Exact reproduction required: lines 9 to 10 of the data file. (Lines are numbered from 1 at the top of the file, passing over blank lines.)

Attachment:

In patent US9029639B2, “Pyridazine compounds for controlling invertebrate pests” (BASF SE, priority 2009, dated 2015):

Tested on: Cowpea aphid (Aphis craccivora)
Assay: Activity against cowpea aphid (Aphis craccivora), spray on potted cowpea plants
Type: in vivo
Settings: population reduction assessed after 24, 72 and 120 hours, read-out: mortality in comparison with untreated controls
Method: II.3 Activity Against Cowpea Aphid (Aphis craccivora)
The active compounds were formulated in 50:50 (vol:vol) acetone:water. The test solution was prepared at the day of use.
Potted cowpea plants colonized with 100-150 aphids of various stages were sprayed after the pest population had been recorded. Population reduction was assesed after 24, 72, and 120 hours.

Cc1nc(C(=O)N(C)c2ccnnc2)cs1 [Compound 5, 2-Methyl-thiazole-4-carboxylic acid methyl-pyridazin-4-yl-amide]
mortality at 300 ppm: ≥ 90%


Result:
Cc1nc(C(=O)N(C)c2ccnnc2)cs1 [Compound 5, 2-Methyl-thiazole-4-carboxylic acid methyl-pyridazin-4-yl-amide]
mortality at 300 ppm: ≥ 90%